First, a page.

Curvemeister 101: Week 3
- Calibrating your Monitor and Printer
- Color Correction “By the Numbers”
- “By the Numbers” Walkthrough for Curvemeister
- Fixing Multiple Color Casts with RGB and the Hue Clock
- Color Pins
- Editing A Pin File
- Pinning Skin Tones
- Advanced Skin Tones Work Flow
- Fixing Blue Shadows
Calibrating Your Monitor and Printer
This week we are going to tackle color; to do this you need to have a well calibrated monitor, and good judgment. Back in the days of CRT monitors, it was sufficient to run the Adobe Gamma (included with Photoshop and Elements) to get good color. The program adjusted the outputs for you. Adobe Gamma is still useful. It allows you to change the gamma and white point of your monitor. Unfortunately, the bar pattern used by Adobe Gamme does not work for LCD’s, so for LCD Monitors if you have not calibrated before, you can follow this link to a decent website for LCD calibration tools and process.
Because LCD’s have replaced CRTs as the dominant technology, my personal recommendation is that is color is critical you really need to move toward purchasing an instrument for calibrating your monitor.
If you would prefer not to invest in color calibration equipment at this time, adjust your monitor’s controls, or the display control panel so that you can see all of the distinct squares, particularly the lightest and darkest, of the step wedge pattern that appears at the bottom of this page (and all curvemeister.com pages).
Can you distinguish all 16 squares?
Without the shadow adjustment, which is the one that typically causes problems, you will tend to open up your shadows too much sacrificing contrast in the rest of your image. If you think about it, setting the range this way is like setting the “Highlight and Shadow” of your monitor. It turns out that your monitor has a neutral too, only it is called “color temperature” in this context.
In general, monitors are shipped with too high of a color temperature, and LCD’s in particular are generally too bright. So lower the color temperature to 6500K or lower, either with an explicit setting in your display properties, or by adding a bit of red and green to the color adjustments. Also drop the brightness a notch or two from the maximum setting.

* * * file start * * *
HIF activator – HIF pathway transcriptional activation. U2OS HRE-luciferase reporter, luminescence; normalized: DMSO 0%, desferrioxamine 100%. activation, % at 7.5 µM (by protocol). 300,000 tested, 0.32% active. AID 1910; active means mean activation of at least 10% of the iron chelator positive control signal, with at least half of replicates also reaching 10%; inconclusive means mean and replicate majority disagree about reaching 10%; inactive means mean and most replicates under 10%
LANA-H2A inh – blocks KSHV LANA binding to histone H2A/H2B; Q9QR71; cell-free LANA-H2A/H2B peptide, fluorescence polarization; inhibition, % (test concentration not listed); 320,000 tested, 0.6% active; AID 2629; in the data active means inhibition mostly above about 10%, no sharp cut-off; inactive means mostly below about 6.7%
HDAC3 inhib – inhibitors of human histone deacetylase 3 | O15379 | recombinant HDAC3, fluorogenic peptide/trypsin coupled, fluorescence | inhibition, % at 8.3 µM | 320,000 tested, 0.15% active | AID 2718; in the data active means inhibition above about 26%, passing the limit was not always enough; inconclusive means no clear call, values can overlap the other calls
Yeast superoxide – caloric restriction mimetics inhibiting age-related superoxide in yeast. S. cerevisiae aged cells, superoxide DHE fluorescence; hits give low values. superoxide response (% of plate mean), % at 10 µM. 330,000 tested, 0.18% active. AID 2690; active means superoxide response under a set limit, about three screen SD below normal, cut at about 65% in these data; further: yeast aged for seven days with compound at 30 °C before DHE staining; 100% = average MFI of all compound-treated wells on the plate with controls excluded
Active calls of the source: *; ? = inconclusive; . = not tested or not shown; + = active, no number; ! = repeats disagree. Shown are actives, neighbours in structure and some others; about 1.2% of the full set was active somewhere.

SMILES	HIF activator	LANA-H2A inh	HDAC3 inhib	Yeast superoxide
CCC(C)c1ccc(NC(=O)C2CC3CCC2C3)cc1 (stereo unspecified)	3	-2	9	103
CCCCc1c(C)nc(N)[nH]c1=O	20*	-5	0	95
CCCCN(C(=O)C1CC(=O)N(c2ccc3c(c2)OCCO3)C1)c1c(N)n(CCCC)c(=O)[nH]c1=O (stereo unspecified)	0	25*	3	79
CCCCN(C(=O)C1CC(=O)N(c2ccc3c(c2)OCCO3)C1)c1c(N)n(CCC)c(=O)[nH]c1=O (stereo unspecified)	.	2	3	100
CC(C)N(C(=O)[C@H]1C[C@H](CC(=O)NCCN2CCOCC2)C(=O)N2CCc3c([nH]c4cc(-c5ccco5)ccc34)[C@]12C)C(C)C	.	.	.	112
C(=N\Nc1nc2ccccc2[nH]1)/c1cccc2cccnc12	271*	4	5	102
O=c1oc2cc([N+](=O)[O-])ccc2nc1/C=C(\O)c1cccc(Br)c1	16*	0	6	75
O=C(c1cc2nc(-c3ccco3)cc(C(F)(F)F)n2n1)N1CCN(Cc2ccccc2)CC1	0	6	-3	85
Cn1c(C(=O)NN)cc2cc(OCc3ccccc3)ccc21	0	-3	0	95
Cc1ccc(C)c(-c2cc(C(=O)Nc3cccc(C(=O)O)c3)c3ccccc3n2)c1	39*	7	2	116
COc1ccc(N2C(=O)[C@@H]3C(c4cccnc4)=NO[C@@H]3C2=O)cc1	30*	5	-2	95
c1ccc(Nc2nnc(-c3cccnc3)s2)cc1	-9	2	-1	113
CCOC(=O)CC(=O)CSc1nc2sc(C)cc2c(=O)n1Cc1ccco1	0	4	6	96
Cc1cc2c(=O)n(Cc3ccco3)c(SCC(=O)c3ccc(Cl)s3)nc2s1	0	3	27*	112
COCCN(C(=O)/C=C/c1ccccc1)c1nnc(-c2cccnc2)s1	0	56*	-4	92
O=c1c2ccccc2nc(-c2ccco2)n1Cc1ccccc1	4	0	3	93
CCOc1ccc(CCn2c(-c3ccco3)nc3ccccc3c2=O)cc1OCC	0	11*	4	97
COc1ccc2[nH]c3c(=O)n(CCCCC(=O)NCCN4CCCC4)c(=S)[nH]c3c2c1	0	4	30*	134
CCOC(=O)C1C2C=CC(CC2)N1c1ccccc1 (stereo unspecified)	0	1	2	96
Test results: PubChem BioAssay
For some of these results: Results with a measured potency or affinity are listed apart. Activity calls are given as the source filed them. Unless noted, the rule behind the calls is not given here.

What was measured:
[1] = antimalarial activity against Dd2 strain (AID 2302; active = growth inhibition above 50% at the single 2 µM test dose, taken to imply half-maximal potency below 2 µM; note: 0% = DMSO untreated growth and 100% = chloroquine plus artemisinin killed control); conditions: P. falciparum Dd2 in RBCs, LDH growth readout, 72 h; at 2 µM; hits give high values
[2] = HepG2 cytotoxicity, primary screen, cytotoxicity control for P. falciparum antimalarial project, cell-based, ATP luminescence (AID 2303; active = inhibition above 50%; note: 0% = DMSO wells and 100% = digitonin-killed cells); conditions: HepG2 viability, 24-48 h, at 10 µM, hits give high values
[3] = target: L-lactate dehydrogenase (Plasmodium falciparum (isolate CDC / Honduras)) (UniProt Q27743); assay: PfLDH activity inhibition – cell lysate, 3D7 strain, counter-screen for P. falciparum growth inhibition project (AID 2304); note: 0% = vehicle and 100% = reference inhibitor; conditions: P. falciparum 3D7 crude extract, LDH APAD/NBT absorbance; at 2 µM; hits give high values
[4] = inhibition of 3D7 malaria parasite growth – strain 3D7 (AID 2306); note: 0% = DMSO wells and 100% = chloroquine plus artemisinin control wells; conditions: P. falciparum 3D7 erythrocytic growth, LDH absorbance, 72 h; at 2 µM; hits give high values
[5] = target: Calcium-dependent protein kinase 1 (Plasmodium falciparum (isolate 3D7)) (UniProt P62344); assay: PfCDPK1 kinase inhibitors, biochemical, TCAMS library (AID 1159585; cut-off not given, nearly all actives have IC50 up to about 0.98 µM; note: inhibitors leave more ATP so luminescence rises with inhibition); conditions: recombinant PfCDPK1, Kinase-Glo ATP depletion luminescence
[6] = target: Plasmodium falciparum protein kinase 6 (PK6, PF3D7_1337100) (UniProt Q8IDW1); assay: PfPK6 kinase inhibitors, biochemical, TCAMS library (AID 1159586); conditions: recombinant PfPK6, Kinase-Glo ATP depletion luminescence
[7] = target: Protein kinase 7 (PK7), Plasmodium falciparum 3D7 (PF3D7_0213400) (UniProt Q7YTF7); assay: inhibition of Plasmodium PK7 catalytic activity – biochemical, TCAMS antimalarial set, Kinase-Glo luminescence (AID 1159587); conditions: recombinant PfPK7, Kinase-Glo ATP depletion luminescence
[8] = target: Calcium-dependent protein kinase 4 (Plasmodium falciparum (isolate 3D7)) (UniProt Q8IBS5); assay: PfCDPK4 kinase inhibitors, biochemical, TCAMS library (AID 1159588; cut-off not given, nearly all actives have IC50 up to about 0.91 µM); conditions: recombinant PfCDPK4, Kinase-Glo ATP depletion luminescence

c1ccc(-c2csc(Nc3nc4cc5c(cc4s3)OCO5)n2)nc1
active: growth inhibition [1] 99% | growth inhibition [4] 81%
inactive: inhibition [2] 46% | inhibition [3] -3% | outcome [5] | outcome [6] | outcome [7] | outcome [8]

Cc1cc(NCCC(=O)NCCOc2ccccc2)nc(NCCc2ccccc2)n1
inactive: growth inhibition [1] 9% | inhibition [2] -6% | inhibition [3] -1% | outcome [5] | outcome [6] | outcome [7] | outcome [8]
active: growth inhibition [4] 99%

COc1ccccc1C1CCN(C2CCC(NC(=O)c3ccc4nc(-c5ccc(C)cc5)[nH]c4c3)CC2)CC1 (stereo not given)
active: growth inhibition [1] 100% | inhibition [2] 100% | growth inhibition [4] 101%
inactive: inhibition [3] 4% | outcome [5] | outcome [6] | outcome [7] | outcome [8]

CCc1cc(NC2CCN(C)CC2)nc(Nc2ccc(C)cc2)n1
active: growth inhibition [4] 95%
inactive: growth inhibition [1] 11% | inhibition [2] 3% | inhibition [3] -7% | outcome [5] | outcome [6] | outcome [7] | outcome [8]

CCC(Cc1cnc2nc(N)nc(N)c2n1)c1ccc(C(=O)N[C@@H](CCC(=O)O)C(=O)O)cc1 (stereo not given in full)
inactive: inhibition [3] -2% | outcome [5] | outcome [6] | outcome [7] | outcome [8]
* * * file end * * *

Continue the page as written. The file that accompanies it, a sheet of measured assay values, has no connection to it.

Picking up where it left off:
There are at least two instruments in the under $200 US price range that will do the job well. The Eye One Display 2 will do a good job of setting up your LCD, as will the Spyder 3 Pro. I use the Eye One Display 2 every two weeks on My LCD.
Your printer is an important link in the chain, and calibrating it correctly can be much more complex than setting up your monitor. Luckily, most printers print reasonably well out of the box, or with minimal fiddling with the adjustments.
Color Correction “By the Numbers”
The “by the numbers” philosophy has been developed by Dan Margulis over the years in his Professional Photoshop and “Photoshop Lab Color” books. It refers to a systematic method of correcting color by relying on numeric values as the first step when correcting colors in an image.
This process has several advantages, you can be confident of your result, it is repeatable even if there are color illusions built in to your image. Color blind individuals also benefit from correcting by the numbers, in the same way as the rest of us.
You have been correcting “by the numbers” already, when you set the shadow, highlight, and neutral. At this point in the class, you should be familiar with how to recognize whether a shadow, highlight, and neutral are appropriate for an image, locate them, and set them accordingly by right clicking at these locations and creating an appropriate adjustment point on the image. These “points” are actually examples of specialized color pins, which we’ll be discussing shortly.